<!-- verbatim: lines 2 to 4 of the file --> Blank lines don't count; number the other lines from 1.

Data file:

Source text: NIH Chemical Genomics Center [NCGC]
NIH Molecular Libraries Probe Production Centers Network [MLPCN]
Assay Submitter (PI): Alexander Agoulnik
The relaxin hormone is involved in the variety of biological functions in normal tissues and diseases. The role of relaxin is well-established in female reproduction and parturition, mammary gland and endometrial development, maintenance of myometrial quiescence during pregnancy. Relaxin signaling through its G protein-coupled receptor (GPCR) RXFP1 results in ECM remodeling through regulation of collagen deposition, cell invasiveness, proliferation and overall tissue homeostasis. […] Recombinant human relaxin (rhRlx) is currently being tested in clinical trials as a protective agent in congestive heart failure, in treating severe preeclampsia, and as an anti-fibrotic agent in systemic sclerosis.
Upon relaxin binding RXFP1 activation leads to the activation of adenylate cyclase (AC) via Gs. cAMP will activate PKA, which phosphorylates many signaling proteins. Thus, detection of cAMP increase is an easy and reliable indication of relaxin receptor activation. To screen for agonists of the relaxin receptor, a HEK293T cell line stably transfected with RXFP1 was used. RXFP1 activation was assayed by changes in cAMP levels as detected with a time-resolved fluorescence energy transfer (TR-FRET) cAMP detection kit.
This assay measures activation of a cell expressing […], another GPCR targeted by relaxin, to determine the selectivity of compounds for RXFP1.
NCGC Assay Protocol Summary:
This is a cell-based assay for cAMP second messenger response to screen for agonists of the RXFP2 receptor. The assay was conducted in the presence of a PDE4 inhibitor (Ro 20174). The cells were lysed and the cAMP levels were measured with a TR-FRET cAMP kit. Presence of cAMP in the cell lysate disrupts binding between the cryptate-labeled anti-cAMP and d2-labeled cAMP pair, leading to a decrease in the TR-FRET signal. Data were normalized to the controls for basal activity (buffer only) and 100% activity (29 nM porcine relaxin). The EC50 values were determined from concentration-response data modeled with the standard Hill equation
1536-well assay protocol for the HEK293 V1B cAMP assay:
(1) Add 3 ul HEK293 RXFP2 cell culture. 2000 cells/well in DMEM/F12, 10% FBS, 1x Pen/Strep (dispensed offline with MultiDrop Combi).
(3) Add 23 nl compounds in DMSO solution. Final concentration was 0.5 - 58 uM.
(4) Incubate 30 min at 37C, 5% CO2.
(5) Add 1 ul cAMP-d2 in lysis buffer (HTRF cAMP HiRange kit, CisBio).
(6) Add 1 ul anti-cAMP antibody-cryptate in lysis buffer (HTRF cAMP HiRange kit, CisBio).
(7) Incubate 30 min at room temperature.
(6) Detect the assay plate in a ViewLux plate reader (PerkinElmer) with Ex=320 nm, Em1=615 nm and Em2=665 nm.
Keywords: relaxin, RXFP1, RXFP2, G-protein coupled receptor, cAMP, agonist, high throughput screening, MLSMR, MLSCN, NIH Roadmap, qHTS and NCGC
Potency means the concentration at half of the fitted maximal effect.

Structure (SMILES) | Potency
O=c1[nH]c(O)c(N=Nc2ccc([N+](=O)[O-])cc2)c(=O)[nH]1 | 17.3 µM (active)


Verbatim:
NIH Molecular Libraries Probe Production Centers Network [MLPCN]
Assay Submitter (PI): Alexander Agoulnik
The relaxin hormone is involved in the variety of biological functions in normal tissues and diseases. The role of relaxin is well-established in female reproduction and parturition, mammary gland and endometrial development, maintenance of myometrial quiescence during pregnancy. Relaxin signaling through its G protein-coupled receptor (GPCR) RXFP1 results in ECM remodeling through regulation of collagen deposition, cell invasiveness, proliferation and overall tissue homeostasis. […] Recombinant human relaxin (rhRlx) is currently being tested in clinical trials as a protective agent in congestive heart failure, in treating severe preeclampsia, and as an anti-fibrotic agent in systemic sclerosis.